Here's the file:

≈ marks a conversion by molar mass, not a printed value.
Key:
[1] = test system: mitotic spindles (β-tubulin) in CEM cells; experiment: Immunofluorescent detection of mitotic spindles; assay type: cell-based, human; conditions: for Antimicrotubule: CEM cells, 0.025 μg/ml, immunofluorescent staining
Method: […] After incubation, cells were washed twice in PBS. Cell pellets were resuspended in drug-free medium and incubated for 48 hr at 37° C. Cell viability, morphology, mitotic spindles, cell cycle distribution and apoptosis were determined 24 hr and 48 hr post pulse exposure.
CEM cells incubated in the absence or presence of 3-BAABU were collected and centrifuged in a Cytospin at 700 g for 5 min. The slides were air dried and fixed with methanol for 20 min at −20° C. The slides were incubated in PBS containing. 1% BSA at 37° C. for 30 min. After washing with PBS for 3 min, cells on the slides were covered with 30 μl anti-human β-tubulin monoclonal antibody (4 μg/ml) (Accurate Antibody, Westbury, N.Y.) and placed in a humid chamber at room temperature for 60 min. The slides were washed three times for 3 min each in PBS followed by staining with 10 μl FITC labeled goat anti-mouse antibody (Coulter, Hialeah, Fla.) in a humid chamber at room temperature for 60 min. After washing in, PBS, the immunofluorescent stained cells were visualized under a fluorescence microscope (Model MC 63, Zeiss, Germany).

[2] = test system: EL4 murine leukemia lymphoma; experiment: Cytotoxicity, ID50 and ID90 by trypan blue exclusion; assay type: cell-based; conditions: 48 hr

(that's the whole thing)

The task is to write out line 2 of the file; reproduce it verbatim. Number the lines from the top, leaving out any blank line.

Key: